For these reasons, Lewis and Maslin’s article offers important opportunities for enhancing and bolstering the important claims of critical theory, and particularly the posthumanist/postcolonial ethos I am proposing. Lewis and Maslin’s hypothesis can help to expand the understanding of the impacts of colonization and its victims, both spatially and temporally. Moreover, it opens up new interpretations of the manifestations of violence, which can help add to the ethical repertoire available to those seeking to understand the causes and effects of the Anthropocene.
Crucially, this approach also suggests that it is crucial to criticize and resist proposed ‘solutions’ to the Anthropocene that involve overtly colonial logics, including many forms of geo-engineering and the colonization of space. It stands to reason that if colonial violence is a major driver of the Anthropocene and its more deadly effects, it is foolhardy to reproduce this logic. The implication is not that such projects should be ruled out, but rather that careful reflection is needed to ensure that they do not reproduce colonial violence, but rather focus on alternative forms of (in)habitation.
However, the article is equally significant because it points to the contribution that postcolonialism, posthumanism and other key critical debates can make to discourses of the Anthropocene, particularly those surrounding its definition. Lewis and Maslin dangle an important idea:
“The Orbis spike implies that colonialism, global trade and coal brought about the Anthropocene. Broadly, this highlights social concerns, particularly the unequal power relationships between different groups of people, economic growth, the impacts of globalized trade, and our current reliance on fossil fuels”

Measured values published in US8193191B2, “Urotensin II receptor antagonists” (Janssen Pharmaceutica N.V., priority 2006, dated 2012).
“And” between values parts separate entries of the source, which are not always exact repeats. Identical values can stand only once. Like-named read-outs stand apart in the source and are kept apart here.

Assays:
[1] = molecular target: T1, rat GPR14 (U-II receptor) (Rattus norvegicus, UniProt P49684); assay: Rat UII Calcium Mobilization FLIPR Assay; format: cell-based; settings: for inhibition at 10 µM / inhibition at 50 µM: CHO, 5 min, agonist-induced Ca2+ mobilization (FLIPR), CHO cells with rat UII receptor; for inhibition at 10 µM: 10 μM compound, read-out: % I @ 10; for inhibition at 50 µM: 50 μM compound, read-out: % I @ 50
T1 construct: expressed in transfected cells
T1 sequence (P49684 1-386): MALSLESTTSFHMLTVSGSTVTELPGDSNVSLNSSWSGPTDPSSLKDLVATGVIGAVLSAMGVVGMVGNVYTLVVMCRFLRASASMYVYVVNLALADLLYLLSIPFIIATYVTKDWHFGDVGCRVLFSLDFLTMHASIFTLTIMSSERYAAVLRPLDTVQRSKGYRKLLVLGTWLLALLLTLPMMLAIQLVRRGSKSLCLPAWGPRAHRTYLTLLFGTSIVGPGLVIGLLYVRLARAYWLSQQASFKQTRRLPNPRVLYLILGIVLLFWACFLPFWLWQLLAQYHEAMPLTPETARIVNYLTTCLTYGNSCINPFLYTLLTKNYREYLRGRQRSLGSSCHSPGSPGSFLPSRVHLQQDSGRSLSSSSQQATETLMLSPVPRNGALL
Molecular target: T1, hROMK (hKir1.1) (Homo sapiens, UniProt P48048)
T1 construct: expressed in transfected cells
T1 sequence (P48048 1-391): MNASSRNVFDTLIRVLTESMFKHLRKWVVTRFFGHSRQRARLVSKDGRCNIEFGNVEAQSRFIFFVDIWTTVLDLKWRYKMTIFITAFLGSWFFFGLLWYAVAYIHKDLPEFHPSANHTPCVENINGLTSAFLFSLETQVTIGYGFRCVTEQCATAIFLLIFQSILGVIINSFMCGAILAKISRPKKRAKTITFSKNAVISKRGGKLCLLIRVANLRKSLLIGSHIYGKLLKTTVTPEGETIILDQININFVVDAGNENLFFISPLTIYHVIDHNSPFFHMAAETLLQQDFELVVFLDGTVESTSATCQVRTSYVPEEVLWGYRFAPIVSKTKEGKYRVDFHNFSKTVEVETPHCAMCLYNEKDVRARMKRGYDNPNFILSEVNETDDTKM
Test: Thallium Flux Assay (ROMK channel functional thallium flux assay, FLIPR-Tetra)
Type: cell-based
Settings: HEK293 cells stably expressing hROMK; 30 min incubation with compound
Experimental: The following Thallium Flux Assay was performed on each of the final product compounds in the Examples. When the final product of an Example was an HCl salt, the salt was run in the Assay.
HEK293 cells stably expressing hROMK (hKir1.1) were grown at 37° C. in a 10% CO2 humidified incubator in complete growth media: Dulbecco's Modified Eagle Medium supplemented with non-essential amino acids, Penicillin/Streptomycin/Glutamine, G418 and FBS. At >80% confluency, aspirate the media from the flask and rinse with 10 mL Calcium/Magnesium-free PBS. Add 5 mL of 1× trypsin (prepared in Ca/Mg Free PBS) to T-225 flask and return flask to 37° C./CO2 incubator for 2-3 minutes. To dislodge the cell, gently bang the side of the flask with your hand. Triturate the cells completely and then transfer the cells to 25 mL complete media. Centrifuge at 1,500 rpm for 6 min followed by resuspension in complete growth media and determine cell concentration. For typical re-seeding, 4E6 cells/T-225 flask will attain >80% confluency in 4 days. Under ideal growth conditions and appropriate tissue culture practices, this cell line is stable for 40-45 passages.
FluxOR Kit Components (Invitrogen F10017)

I say ‘dangle’ because the article points to the co-constitution of political, social, economic, cultural, atmospheric, mineral and many other processes, but does not develop it fully. Fair enough – this is a paper that focuses on the stratigraphic evidence for the temporal definition of the Anthropocene. However, the article hints at ample opportunities for more robust and fruitful collaboration between postcolonial (and other critical) theorists and scientists researching and defining the epoch. Indeed, viewing the argument through a postcolonial lens can help to identify some of its potential drawbacks.
First, the ‘flip side’ of marking European colonization as a driving force of the Anthropocene is that the former may become naturalized. More generally, the risk of equating human forms of agency with ‘natural forces’ is that they come to be seen as inevitable, determinate and less contestible than ‘political forces’. As discussed above, one of the most promising aspects of this article is that it opens up a new arena for the ethico-political critique of the Anthropocene: attention to the role of violence and its fusion with planetary processes. However, it is important to maintain the tension between recognition of the fusion of forces traditionally treated as ‘human’ and ‘natural’ and the political contestation of their ‘naturalness’. This is essential if the Anthropocene is not to become another shorthand for deterministic depoliticization.